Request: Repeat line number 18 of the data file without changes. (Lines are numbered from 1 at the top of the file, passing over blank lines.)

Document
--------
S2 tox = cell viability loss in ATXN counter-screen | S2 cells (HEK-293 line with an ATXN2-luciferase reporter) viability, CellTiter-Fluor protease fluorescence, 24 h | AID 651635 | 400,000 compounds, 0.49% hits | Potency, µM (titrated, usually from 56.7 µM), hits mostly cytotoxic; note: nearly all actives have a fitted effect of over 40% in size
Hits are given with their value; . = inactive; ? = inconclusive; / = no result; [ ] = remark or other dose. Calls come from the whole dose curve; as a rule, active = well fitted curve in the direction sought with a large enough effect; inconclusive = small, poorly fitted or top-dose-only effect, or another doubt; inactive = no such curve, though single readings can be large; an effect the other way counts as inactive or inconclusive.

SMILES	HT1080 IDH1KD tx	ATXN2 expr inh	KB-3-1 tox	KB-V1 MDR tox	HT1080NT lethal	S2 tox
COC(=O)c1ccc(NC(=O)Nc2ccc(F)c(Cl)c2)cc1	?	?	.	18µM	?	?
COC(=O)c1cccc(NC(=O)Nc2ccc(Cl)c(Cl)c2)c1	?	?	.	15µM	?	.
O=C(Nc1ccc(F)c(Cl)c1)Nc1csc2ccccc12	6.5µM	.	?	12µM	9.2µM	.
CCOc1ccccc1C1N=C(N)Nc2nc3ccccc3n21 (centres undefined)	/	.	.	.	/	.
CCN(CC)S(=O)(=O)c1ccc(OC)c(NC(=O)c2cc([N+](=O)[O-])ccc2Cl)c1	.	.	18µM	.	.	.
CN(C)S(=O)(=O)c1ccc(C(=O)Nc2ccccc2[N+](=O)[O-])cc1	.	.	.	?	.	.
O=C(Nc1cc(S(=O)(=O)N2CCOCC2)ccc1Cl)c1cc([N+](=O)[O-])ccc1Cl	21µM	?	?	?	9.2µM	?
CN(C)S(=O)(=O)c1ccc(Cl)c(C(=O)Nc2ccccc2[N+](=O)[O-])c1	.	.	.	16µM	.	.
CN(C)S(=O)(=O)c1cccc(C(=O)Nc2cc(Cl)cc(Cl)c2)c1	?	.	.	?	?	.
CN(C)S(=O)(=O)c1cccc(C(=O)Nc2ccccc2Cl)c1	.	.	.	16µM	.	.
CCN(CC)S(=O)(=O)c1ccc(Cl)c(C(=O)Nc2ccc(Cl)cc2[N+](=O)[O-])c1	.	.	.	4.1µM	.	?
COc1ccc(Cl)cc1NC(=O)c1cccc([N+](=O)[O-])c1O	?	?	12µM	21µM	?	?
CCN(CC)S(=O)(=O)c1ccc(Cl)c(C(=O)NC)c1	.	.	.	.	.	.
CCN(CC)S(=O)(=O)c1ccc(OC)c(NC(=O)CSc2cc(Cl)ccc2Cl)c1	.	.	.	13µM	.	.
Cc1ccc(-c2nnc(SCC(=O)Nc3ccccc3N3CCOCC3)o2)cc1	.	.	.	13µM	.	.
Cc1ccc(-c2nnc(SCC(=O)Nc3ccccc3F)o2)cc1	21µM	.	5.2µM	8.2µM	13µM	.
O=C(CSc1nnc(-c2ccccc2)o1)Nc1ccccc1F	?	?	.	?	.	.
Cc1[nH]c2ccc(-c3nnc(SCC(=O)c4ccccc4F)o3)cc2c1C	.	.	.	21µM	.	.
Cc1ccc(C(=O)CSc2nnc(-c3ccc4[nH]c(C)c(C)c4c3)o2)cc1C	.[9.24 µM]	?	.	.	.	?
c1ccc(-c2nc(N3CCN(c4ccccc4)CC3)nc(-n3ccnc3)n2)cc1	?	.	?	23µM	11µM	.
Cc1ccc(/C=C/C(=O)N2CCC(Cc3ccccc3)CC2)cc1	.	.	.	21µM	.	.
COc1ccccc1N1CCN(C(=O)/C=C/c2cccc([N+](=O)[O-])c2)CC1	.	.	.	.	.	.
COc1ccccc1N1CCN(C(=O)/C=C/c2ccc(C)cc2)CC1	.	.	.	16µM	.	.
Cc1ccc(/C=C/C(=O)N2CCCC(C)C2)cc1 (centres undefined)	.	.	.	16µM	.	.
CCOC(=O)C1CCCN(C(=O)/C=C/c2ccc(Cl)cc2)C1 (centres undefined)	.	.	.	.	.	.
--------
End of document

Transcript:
Cc1ccc(-c2nnc(SCC(=O)Nc3ccccc3N3CCOCC3)o2)cc1	.	.	.	13µM	.	.